Synopsis: While he is scuba-diving, an American secret agent disappears. The Secret Services send agent OSS 117 to the scene of the American’s disappearance. In an underwater cave, OSS 117 catches out a bunch of spies putting together a submarine detector. He is captured but manages to escape thanks to beautiful Brigita and destroys the spies’ set-up.
OSS 117 se déchaîne 7.75
eyelights: OSS 117. its meat and potatoes script. its balance of drama and action.
eyesores: the overdubbing. its low budget.
OSS 117 predates 007. A creation of French author Jean Bruce, he first appeared in 1949 in ‘Tu parles d’une ingénue’, four years before Ian Fleming’s ‘Casino Royale’ hit the shelves. The OSS 117 books were such a sensation in France that Bruce published 88 novels until his death in 1963 and many movie adaptations were produced.
Obviously, they were overshadowed by James Bond’s own silver screen adventures.
OSS 117’s first motion picture adventure was ‘OSS 117 n’est pas mort’, in 1957. It wasn’t a tremendous enough of a hit to warrant a sequel, but another production company bought the rights in the sixties and spun a popular series with André Hunebelle at the helm. By the mid-’60s OSS 117 was omnipresent in French cinemas.
‘OSS 117 se déchaîne’ is the first in this series. Based on ‘OSS 117 prends le maquis’, the 1963 black and white espionage film tells of OSS 117’s adventures in France, trying to find out what happened to an American colleague of his. In so doing, he unearths Russian agents building an underground submarine detection system.
The film is set-up with a pseudo newsreel explaining the state of the world “today”, how spy services are trying to find enemy nuclear devices, destroy them and keep the peace. We are then introduced to Agent Roos and Renotte, his scuba partner. While underwater, Roos gets shot (yes, underwater!) and Renotte scampers off.
Renotte goes to the cops but gives them a false account of what happened, telling them that his friend never came back and he couldn’t find him. That’s when we discover that Roos was actually an American spy, and his organisation naturally decides to investigate. So they send Hubert Bonisseur de La Batt, a.k.a. OSS 117.
OSS 117 is a ladykiller: he’s very good looking and (mostly) dapper, wearing his suit even in the field. Basically, he’s GQ material. What’s interesting is that the filmmakers hired an American to play the part: Kerwin Mathews whose claims to fame were a few Ray Harryhausen films (the trailer boasts of a “big American star”).
Mathews couldn’t speak French and it’s clearly overdubbed: he did his lines in American and it was later overdubbed in French. But he does a lot of his own stunts, albeit minor ones. Still, it’s surprising because he could easily have hurt himself by being chucked around in staircases and the like. The filmmakers got a good deal.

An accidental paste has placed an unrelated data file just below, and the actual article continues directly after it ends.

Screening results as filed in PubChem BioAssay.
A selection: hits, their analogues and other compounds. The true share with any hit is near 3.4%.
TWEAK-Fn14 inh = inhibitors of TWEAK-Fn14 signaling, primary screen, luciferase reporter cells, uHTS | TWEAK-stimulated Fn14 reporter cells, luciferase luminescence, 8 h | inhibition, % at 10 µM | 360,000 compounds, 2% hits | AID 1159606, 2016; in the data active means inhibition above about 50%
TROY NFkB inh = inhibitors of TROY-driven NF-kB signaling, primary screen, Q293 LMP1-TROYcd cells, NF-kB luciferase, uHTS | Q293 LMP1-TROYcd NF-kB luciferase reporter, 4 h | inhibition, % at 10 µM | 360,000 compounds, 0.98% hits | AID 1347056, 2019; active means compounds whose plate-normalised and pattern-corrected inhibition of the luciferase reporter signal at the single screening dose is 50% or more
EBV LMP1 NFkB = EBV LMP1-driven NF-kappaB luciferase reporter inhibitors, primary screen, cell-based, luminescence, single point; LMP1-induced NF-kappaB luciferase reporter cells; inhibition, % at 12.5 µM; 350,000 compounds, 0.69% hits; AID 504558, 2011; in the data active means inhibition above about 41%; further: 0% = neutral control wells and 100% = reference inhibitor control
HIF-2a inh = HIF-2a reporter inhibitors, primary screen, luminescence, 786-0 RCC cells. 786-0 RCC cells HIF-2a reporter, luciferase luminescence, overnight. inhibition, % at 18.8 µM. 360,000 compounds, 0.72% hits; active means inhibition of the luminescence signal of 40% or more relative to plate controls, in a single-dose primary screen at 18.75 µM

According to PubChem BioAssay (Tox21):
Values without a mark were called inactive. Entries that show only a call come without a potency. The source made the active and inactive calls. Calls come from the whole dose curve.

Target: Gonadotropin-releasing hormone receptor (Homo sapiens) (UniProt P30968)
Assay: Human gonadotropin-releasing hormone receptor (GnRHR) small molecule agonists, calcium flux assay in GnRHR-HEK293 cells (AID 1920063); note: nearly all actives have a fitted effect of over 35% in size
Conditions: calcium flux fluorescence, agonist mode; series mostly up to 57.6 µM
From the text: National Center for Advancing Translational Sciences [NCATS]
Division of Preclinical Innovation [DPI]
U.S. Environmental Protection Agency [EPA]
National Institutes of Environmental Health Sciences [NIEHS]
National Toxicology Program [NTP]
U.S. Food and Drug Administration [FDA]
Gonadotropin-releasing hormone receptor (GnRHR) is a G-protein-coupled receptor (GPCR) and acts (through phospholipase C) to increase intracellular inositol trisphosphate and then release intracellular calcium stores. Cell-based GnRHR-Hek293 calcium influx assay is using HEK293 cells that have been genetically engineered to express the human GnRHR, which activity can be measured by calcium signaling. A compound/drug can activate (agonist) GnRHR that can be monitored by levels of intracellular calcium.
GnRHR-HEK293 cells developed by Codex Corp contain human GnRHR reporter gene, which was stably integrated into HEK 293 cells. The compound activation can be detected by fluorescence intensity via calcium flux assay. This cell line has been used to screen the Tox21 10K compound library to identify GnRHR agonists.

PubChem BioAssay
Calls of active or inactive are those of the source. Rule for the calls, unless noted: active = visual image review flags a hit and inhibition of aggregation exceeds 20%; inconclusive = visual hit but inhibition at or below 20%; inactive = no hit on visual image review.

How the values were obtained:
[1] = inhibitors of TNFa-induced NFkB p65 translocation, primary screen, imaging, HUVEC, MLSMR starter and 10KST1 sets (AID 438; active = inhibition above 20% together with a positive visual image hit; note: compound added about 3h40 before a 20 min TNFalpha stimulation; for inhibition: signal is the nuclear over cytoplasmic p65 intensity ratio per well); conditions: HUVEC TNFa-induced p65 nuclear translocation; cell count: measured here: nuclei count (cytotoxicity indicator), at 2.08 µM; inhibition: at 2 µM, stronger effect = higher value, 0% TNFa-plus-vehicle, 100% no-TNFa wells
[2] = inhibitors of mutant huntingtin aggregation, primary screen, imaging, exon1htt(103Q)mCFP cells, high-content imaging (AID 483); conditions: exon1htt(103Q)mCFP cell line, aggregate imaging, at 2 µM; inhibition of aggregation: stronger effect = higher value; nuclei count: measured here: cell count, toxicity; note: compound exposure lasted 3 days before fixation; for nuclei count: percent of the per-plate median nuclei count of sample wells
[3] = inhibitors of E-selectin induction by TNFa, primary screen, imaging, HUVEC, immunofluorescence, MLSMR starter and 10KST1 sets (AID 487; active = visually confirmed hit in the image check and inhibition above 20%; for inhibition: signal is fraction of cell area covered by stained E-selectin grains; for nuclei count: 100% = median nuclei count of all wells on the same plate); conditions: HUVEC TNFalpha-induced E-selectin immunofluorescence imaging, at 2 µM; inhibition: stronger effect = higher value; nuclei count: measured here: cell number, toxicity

The first fistfight was basic fisticuffs: chairs are smashed, a knife is pulled, …etc. It’s nothing extravagant at all. Pretty much all of OSS 117’s fights (which become pretty regular as he follows the clues) are fairly basic like that, but it feels more realistic than in many James Bond films; he doesn’t come off as a “super agent” like 007.
For good or bad.
Eventually, OSS 117 finds Roos’ journal and discovers that he was onto something big, and that he had a map leading to it. Except that the map is missing. So he hooks up with Renotte, coaxing him into showing him where Roos disappeared. Having received threats, instead Renotte takes off in the middle of the night.
Meanwhile, the French secret service discover that the Americans are operating on the coast and look into it. OSS 117 tracks down Renotte, and hooks up with his girl, who promises to help him. Except that she also has a secret… but he eventually gets her to take him to the scene of Roos’s disappearance anyway.
Unsurprisingly, after eventually joining forces with his French counterpart, OSS 117 saves the day.
No, seriously. (You didn’t see it coming, right?)
It’s a technically weak film (you can see the backdrops in close-ups, and in one scene you can see the camera’s underwater casing, and bits of editing was wonky), but it’s not at all surprising given that it’s a French film from the ’60s – they didn’t exactly have huge budgets to work with and probably scrounged to make it.
One thing that was likely a product of its low budget was the hip, loungy soundtrack. It gives the picture a French vibe, but it feels strange for an action piece. And then there’s an underwater fight with harpoon-guns and it has absolutely no music, just crappy sound effects (it sounded like they recorded in a toilet tank).
Still they do avoid some of the classic movie mistakes, like flinging a dummy out of a window and seeing its limbs flail limply; here, the “cadaver” just dropped like a stone, like a cadaver wound. So ‘OSS 117 se déchaîne’ is not all bad, and it does have its redeeming features, such as its gorgeous underwater cinematography.
It’s just too bad that it’s all monochromatic (unlike ‘Thunderball‘s own sequences). What a tremendous loss.
‘OSS 117 se déchaîne’ is rudimentary, but well-conceived and delivered. There are no gadgets, no eccentric villains, no huge sets, and it’s not nearly as exotic as James Bond films were then (partly because it’s black and white), but all in all, it’s a solid spy action film along the lines of ‘Dr. No‘. But French. And smaller in scope.
It’s certainly worth discovering.
Date of viewing: February 13, 2016